The P42 Safety Analysis checks if refactorings can change the code's behavior (within limitations). The P42 context and quick-fix menu items often contain safety indicators:
- No indicator: P42 has not evaluated the safety of the refactoring or code action. No indicator is the default for code actions such as adding console.log statements that intentionally change your program.
- Safe ✅: The refactoring will not change the behavior of your code.
- Information ℹ️: The refactoring might detrimentally affect comments or readability.
- Warning ⚠️: The refactoring might change the behavior of your code. The text will include short hints at what you need to check to proceed safely. The documentation page for the code action might contain more details.
- Error ⛔: The refactoring will change the behavior of your code and can introduce defects. You might still want to proceed, particularly if you want to change the behavior on purpose.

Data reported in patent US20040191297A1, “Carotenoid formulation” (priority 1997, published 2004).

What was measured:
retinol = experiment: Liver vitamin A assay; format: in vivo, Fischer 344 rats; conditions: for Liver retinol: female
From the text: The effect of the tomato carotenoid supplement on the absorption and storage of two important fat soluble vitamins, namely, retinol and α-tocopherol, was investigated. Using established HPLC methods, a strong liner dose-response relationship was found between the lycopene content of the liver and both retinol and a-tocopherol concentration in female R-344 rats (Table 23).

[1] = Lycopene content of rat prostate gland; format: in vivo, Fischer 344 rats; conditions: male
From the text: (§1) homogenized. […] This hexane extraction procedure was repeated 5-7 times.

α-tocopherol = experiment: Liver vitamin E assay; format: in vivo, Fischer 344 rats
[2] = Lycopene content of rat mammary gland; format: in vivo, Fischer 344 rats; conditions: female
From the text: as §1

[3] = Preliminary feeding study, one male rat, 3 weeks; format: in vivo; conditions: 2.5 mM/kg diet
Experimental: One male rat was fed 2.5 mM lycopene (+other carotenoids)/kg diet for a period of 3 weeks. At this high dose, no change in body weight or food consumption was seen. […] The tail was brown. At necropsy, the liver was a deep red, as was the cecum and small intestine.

When you are using TypeScript, the safety analysis relies on the accuracy of your type annotations. If your type annotations are not accurate, some refactorings deemed safe by P42 might lead to the introduction of defects.
The safety analysis analyzes single files without a larger type context. Some indirect types resolved by TypeScript in your program might be considered
unknown. As a result, P42 might present warnings that are not relevant if you have the complete type information.
P42 identifies whether a file is run in an isolated context (i.e.,
function do not change the global scope) based on the file extension or the use of
require. Files with a
.cjs extension or a top-level
module.exports are assumed to run as Node.js CommonJS modules. Files with a
.mjs extension or
var could affect the global scope.
The safety analysis does not cover runtime performance, which can be vital if you work on hotspot areas of your application. Refactorings might negatively impact the application performance in some cases.
The safety analysis does not cover comments. P42 tries to retain comment associations as much as possible, but there can be cases where it is unclear which source code belongs to which comment.